Once upon a time...
A short history of Chipping Campden School
Around 1440, two notable schools were founded…ours and Eton.
Our first benefactor, John Fereby, left a sum of money to found a school in Chipping Campden. The school opened with about seventy pupils; all were male and of wealthy parents. Latin was the most important subject and the school day was twelve hours long.
In the early 1600s, Sir Baptist Hicks had legal documents drawn up that protected the money left by John Fereby and ensured that it was spent wisely and for the purpose it was intended. Also, he had the Baptist Hick's Room built, which still stands in Campden High Street, and where most of the teaching took place for many years.
In the late 1600s, George Townsend left money in his will to provide a scholarship for a Campden scholar to go to Pembroke College, Oxford. Many students have benefitted from this endowment over the years. He also left other money to benefit the school.
Together, Fereby, Hicks and Townsend are always remembered. Allegiance to Fereby, Hicks or Townsend House is a part of school life for every student.
By 1856 numbers had dropped significantly. There were only thirty boys in the school, including four boarders. Seven were learning Latin and eight learning Greek. Conditions were very poor as the two story building built in 1630 by Baptist Hicks was still the base for the boys' accommodation and learning.
In 1862, after a public appeal for money, the Old Grammar School and Headmaster's House were built; their facades remain a dominant but beautiful architectural feature of the High Street. The new premises attracted a rise in numbers to over sixty boys in 1880 but by the early nineteen hundreds the numbers had once again fallen to thirty seven, with only eight boarding.
By this time, scholarships had become available across England which provided free places to boys whose parents could notafford school fees. Some of these became available to Campden boys but numbers remained too low. Against much objection by the governors, but to address the problem of a falling roll, girls were admitted in 1906.
By 1919, one hundred and eighty five scholars were being taught in buildings built for less than eighty and many lessons were taught in local hotels and the Town Hall. It became obvious that the school needed a new site and, in 1926, land was bought and by 1928 the new school was in use. It was a school of six classrooms, which are still in use today for teaching maths and make up a large part of what is now called "Central Block". By 1939, the school had two hundred and fifty students…still being taught in the original six classrooms!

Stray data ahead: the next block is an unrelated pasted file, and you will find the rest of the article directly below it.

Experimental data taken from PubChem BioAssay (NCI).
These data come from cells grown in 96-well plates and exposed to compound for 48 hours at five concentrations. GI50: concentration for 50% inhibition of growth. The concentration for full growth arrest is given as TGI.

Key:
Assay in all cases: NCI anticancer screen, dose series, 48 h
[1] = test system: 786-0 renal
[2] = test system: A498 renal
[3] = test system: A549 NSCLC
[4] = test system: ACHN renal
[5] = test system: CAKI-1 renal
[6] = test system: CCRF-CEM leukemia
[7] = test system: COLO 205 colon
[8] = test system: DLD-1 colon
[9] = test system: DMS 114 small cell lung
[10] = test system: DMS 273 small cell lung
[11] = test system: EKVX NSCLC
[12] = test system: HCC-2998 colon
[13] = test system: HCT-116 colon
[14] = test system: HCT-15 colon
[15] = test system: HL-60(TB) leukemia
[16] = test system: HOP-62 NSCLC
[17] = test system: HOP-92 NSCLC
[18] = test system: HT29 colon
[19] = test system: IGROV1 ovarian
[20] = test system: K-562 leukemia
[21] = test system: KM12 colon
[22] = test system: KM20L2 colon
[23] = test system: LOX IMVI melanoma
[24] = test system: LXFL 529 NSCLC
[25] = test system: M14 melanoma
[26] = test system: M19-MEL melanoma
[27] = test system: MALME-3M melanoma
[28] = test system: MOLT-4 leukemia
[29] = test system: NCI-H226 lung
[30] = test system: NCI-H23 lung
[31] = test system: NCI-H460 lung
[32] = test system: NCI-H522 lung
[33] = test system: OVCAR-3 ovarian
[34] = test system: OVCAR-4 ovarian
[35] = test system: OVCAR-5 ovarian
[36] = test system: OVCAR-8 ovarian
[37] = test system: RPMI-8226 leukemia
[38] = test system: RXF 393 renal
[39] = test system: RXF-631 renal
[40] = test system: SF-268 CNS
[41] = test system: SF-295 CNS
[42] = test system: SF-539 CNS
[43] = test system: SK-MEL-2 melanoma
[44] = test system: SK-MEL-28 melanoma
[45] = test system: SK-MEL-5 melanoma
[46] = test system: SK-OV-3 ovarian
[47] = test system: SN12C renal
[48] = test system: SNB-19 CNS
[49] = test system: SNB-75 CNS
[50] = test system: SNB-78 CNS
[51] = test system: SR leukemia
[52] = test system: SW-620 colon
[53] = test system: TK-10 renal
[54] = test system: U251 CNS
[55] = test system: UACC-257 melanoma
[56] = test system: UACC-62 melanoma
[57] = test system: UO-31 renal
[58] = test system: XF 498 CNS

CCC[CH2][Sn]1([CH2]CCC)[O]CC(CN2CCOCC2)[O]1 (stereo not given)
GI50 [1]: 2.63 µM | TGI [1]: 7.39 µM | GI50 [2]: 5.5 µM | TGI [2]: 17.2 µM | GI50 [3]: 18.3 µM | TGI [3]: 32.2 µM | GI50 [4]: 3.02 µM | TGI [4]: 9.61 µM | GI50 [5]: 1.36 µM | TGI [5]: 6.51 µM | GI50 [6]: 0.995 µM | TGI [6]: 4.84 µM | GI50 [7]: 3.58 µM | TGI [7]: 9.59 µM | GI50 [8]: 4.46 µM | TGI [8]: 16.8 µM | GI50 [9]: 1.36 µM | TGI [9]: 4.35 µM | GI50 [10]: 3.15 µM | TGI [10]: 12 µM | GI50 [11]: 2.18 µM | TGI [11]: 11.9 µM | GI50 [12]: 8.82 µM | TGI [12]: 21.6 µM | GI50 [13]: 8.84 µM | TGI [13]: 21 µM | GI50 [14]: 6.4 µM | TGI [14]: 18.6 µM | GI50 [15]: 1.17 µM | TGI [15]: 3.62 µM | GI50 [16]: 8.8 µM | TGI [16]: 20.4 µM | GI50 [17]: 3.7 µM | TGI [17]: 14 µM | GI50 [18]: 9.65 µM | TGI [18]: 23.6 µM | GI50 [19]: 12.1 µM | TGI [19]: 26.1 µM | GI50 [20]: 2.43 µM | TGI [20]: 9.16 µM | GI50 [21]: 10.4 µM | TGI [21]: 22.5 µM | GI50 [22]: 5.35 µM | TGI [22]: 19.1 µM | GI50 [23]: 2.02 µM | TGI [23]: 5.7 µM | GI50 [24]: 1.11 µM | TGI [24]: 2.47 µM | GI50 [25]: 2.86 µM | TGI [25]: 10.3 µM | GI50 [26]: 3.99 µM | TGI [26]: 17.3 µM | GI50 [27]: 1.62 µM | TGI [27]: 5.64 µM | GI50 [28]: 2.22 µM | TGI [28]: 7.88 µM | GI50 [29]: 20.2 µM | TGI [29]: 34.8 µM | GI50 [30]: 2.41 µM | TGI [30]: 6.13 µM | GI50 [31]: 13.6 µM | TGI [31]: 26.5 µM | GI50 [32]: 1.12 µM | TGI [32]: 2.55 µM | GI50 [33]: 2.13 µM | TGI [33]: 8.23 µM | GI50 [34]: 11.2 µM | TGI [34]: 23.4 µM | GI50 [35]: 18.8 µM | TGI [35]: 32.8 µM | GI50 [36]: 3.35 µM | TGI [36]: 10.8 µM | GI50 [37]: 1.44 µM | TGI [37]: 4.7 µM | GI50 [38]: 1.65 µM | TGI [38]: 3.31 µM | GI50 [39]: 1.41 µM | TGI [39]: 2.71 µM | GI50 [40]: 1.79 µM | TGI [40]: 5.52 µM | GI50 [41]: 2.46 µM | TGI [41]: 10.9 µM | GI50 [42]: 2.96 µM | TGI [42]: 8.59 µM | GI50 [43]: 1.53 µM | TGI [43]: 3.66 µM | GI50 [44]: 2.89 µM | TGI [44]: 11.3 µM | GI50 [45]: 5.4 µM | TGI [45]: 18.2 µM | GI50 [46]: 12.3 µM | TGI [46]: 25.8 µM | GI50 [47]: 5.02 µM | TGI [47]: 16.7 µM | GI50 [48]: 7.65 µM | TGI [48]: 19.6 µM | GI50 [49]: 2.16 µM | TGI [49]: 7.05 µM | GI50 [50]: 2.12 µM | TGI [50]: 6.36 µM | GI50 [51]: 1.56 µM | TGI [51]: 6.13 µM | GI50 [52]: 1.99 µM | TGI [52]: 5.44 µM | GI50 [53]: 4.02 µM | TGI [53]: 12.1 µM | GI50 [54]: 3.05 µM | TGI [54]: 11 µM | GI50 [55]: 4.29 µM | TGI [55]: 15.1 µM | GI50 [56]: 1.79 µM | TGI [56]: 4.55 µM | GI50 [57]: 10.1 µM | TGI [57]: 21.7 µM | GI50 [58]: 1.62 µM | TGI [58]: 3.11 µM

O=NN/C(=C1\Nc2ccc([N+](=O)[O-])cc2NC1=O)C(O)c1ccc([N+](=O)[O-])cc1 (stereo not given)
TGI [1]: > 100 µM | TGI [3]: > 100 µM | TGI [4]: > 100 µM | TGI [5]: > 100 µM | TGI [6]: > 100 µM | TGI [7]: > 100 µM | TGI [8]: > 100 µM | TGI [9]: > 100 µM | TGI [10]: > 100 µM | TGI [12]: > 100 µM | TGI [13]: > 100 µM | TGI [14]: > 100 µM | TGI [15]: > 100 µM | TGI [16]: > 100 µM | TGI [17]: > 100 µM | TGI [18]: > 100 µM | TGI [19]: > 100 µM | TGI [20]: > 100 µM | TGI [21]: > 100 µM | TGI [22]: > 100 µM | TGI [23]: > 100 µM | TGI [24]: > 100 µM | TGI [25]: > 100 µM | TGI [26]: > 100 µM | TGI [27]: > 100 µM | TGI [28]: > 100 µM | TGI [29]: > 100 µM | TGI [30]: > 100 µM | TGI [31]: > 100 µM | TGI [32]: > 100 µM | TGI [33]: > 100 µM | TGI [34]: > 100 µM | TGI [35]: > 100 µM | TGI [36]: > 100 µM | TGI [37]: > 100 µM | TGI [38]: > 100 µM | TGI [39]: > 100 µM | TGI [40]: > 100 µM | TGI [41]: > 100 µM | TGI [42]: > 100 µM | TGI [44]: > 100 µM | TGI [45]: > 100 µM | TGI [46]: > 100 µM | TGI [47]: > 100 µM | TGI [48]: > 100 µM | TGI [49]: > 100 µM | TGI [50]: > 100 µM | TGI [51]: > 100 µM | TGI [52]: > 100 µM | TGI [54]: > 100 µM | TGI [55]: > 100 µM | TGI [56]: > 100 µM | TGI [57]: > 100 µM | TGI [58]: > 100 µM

Chipping Campden School was a grammar school until 1965 and on 30th September, Campden School became "comprehensive". It opened with seven hundred and seventy five students and forty two full time staff. By 1976, student numbers had reached over nine hundred.
In the early 1980s a tradition began. The whole school walked the length of the Malverns to raise money for charity. The "whole school charity walk" remains a biennial event for the school but a more local route is "enjoyed".
The lino on Central Block floor was lovingly cared for using wet tea leaves and elbow grease but, by the mid 80s, walking around the school became quieter as classrooms and corridors were carpeted and the lino gradually disappeared.
Perhaps a more important landmark of the 80s was that in 1988 the Old Grammar school was sold. This had been the Head Teacher's residence for many years and, therefore, PT Sandry, the Head at that time, had a change of address. On his retirement the new property was also sold and all new heads are now responsible for finding their own accommodation.
During latter years the school has enjoyed major improvements to its fabric. The IT, art and music blocks and purpose-built sixth form centre have added to the footprint of the school.
Around 2012, we have moved from "school" to "academy", pupils have become students and we are a family of almost twelve hundred young people and over one hundred staff. The curriculum is varied, Latin is no longer on the timetable and the school day is about half as long as it was when the school was founded. We work and learn in a cashless society with finger-tip recognition and can't imagine our world with out ever-changing technology.
I wonder how our history will develop over the next five hundred years?Sara Chandler